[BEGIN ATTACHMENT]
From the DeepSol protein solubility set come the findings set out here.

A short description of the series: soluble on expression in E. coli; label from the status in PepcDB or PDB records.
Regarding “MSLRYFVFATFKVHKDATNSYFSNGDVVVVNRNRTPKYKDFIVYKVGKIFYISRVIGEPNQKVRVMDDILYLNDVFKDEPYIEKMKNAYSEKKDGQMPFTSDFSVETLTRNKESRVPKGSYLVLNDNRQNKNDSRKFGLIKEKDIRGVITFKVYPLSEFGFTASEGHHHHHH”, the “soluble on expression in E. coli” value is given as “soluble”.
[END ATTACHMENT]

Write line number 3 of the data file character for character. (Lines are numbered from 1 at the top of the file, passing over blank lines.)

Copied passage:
Regarding “MSLRYFVFATFKVHKDATNSYFSNGDVVVVNRNRTPKYKDFIVYKVGKIFYISRVIGEPNQKVRVMDDILYLNDVFKDEPYIEKMKNAYSEKKDGQMPFTSDFSVETLTRNKESRVPKGSYLVLNDNRQNKNDSRKFGLIKEKDIRGVITFKVYPLSEFGFTASEGHHHHHH”, the “soluble on expression in E. coli” value is given as “soluble”.